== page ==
Corruption and injustice is written about in Psalm 14.
1. The fool has said in his heart,
"There is no God.”
They are corrupt,
They have done abominable works,
There is none who does good.2. The LORD looks down from heaven upon the children of men,
To see if there are any who understand, who seek God.
3. They have all turned aside,
They have together become corrupt;
There is none who does good,
No, not one.
5. .God is with the generation of the righteous.
6. You shame the counsel of the poor,
But the LORD is his refuge.
7. Oh, that the salvation of Israel would come out of Zion!
When the LORD brings back the captivity of His people,
Let Jacob rejoice and Israel be glad.
The Psalmist uses strong imagery to describe the abuse that the corrupt man brings on the poor and needy. In verse 6 another way of translating states it "You evildoers frustrate the plans of the poor." Consider Lupolianski's alleged use of “Yad Sarah” donations designated to the poor for bribery and corruption. Yet the Lord declares again that He is the refuge of the poor.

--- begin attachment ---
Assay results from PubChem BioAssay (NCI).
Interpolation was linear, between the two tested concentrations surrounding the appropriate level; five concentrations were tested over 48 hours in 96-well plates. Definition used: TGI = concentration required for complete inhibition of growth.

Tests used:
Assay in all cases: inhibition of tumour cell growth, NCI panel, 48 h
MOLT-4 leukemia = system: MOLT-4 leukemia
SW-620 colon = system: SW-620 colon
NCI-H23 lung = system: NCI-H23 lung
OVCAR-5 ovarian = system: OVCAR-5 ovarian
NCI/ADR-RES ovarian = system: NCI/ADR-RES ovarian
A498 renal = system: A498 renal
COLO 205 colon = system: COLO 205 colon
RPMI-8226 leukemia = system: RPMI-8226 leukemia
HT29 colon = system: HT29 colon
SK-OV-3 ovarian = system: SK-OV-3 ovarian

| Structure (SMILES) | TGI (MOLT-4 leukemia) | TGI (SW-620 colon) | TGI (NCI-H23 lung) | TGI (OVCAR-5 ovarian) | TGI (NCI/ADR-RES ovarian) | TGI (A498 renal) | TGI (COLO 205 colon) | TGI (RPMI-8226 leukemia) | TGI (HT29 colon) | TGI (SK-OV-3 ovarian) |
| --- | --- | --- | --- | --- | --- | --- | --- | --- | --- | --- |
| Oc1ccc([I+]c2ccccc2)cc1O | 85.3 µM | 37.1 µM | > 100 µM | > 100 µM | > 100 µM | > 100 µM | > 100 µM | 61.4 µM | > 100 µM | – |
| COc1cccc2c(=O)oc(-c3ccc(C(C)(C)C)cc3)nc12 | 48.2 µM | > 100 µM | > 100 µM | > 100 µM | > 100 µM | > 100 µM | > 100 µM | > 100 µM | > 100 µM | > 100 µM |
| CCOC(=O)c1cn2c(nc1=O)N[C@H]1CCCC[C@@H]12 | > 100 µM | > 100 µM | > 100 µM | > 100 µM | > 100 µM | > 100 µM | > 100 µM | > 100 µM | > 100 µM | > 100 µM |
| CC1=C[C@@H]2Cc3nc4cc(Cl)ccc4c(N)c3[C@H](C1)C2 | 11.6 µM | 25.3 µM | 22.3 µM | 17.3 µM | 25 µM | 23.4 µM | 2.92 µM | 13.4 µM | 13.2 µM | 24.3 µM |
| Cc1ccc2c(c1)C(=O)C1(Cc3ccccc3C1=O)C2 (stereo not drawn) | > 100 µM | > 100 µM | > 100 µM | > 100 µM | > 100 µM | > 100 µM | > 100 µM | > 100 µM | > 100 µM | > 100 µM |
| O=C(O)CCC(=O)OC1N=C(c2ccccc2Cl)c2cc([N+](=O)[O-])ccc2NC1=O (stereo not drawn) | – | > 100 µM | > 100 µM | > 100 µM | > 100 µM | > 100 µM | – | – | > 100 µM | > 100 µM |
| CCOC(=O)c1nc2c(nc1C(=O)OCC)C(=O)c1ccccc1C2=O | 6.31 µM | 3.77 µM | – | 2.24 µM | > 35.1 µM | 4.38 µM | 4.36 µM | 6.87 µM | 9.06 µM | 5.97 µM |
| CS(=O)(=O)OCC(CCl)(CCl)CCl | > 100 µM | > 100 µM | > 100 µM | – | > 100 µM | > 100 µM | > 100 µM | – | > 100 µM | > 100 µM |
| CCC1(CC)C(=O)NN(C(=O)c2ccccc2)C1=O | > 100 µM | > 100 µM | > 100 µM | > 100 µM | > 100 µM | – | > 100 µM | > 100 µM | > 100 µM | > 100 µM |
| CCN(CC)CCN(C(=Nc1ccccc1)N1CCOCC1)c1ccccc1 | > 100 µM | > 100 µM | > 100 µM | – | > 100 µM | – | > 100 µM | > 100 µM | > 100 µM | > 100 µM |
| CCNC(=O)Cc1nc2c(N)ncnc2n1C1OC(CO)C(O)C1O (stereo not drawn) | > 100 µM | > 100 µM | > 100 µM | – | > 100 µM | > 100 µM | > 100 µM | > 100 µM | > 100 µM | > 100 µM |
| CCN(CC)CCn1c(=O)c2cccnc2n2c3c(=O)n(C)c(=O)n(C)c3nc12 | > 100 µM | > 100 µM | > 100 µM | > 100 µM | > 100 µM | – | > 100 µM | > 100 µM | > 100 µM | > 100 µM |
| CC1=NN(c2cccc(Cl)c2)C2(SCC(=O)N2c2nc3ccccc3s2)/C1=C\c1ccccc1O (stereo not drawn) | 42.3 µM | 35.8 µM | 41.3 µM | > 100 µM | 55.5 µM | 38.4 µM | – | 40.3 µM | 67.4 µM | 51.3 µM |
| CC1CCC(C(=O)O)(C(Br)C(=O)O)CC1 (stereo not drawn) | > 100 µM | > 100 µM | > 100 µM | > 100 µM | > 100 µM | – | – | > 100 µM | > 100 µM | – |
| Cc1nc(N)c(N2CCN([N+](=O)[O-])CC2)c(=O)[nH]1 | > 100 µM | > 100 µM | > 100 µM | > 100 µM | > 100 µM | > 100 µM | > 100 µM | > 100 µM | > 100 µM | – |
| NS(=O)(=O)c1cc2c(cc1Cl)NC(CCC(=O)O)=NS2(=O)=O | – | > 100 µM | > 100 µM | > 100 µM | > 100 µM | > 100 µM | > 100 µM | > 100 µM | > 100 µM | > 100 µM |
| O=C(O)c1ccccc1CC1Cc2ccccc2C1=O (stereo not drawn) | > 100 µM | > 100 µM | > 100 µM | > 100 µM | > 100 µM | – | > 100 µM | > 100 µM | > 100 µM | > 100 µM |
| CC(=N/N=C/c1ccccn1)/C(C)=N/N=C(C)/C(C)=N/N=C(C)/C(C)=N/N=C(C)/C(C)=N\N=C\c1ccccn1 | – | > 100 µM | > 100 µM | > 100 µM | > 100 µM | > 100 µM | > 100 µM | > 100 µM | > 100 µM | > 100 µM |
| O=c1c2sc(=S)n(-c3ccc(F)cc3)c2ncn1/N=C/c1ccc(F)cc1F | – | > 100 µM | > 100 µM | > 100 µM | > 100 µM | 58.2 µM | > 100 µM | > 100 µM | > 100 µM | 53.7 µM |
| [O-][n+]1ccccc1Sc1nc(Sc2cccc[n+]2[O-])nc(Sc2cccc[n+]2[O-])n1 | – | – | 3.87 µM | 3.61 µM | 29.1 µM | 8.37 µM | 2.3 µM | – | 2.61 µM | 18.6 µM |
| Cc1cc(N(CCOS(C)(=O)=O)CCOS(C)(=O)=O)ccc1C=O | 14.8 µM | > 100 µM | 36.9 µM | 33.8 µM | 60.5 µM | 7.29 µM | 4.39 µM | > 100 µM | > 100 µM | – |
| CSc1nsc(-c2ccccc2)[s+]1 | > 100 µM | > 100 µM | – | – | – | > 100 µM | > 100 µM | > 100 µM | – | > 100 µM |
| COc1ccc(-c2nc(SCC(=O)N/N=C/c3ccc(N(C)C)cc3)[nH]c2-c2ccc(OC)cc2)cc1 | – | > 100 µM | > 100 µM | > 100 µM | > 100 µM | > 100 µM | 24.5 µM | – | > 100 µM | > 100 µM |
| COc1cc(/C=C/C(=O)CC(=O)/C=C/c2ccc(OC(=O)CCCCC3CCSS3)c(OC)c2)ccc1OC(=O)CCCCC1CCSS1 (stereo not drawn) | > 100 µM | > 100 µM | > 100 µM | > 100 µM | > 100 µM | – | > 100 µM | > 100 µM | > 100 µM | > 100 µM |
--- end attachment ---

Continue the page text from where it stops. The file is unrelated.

We can be filled with hope as we read the final verses of this Psalm: “Oh, that the salvation of Israel would come out of Zion!” The Lord promises that when all is said and done, corruption and evil will not prevail, but that salvation will come to His people.
It is then our duty to pray as I Timothy 2:1-3 encourages us:
"Therefore I exhort first of all that supplications, prayer, intercessions and giving of thanks be made for all men, for kings and all who are in authority, that we may lead a quiet and peaceable life in all godliness and reverence. For this is good and acceptable in the sight of God our Savior."
Jerusalem will be the place where Yeshua will reside and from where He will reign over all the earth. As such, it is a center of spiritual warfare and is in need of as much prayer and intercession as possible. Therefore, we continue to pray for and stand on the promise that salvation will come forth out of Zion… and Yeshua will be our King, Savior, and Lord.